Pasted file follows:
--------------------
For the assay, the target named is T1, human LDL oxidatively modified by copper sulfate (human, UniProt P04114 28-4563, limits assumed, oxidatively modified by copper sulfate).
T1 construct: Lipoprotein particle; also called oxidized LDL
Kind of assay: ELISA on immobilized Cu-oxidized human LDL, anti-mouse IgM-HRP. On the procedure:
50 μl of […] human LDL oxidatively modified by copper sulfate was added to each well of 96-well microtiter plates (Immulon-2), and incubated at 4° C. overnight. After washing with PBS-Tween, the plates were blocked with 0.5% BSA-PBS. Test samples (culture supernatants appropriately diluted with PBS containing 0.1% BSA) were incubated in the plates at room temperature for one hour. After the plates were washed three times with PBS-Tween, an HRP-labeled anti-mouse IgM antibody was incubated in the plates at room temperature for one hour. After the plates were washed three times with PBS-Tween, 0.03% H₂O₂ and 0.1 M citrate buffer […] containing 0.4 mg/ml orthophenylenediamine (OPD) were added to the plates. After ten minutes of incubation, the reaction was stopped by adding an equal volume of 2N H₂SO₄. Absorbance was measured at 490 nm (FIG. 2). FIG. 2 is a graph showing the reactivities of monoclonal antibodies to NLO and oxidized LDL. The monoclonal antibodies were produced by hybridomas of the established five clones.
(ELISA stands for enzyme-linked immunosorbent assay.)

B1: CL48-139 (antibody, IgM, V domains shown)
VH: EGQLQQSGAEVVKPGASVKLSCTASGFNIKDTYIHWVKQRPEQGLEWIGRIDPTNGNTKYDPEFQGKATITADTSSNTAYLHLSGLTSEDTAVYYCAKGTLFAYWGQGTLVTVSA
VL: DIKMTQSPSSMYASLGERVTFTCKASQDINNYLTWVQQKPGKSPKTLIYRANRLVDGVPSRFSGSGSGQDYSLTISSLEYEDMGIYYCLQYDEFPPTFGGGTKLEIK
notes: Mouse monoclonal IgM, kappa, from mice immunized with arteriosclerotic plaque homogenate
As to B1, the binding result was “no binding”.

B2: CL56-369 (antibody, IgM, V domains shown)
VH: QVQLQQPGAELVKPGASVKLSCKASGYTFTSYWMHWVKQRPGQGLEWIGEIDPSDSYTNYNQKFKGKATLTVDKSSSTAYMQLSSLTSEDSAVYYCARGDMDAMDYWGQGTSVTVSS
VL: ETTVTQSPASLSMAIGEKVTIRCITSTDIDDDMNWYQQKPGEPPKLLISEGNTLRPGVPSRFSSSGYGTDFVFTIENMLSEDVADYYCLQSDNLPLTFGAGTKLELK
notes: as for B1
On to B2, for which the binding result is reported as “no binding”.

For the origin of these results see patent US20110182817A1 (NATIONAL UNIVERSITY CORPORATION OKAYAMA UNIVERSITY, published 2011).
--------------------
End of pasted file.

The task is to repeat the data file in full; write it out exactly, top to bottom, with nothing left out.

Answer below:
For the assay, the target named is T1, human LDL oxidatively modified by copper sulfate (human, UniProt P04114 28-4563, limits assumed, oxidatively modified by copper sulfate).
T1 construct: Lipoprotein particle; also called oxidized LDL
Kind of assay: ELISA on immobilized Cu-oxidized human LDL, anti-mouse IgM-HRP. On the procedure:
50 μl of […] human LDL oxidatively modified by copper sulfate was added to each well of 96-well microtiter plates (Immulon-2), and incubated at 4° C. overnight. After washing with PBS-Tween, the plates were blocked with 0.5% BSA-PBS. Test samples (culture supernatants appropriately diluted with PBS containing 0.1% BSA) were incubated in the plates at room temperature for one hour. After the plates were washed three times with PBS-Tween, an HRP-labeled anti-mouse IgM antibody was incubated in the plates at room temperature for one hour. After the plates were washed three times with PBS-Tween, 0.03% H₂O₂ and 0.1 M citrate buffer […] containing 0.4 mg/ml orthophenylenediamine (OPD) were added to the plates. After ten minutes of incubation, the reaction was stopped by adding an equal volume of 2N H₂SO₄. Absorbance was measured at 490 nm (FIG. 2). FIG. 2 is a graph showing the reactivities of monoclonal antibodies to NLO and oxidized LDL. The monoclonal antibodies were produced by hybridomas of the established five clones.
(ELISA stands for enzyme-linked immunosorbent assay.)

B1: CL48-139 (antibody, IgM, V domains shown)
VH: EGQLQQSGAEVVKPGASVKLSCTASGFNIKDTYIHWVKQRPEQGLEWIGRIDPTNGNTKYDPEFQGKATITADTSSNTAYLHLSGLTSEDTAVYYCAKGTLFAYWGQGTLVTVSA
VL: DIKMTQSPSSMYASLGERVTFTCKASQDINNYLTWVQQKPGKSPKTLIYRANRLVDGVPSRFSGSGSGQDYSLTISSLEYEDMGIYYCLQYDEFPPTFGGGTKLEIK
notes: Mouse monoclonal IgM, kappa, from mice immunized with arteriosclerotic plaque homogenate
As to B1, the binding result was “no binding”.

B2: CL56-369 (antibody, IgM, V domains shown)
VH: QVQLQQPGAELVKPGASVKLSCKASGYTFTSYWMHWVKQRPGQGLEWIGEIDPSDSYTNYNQKFKGKATLTVDKSSSTAYMQLSSLTSEDSAVYYCARGDMDAMDYWGQGTSVTVSS
VL: ETTVTQSPASLSMAIGEKVTIRCITSTDIDDDMNWYQQKPGEPPKLLISEGNTLRPGVPSRFSSSGYGTDFVFTIENMLSEDVADYYCLQSDNLPLTFGAGTKLELK
notes: as for B1
On to B2, for which the binding result is reported as “no binding”.

For the origin of these results see patent US20110182817A1 (NATIONAL UNIVERSITY CORPORATION OKAYAMA UNIVERSITY, published 2011).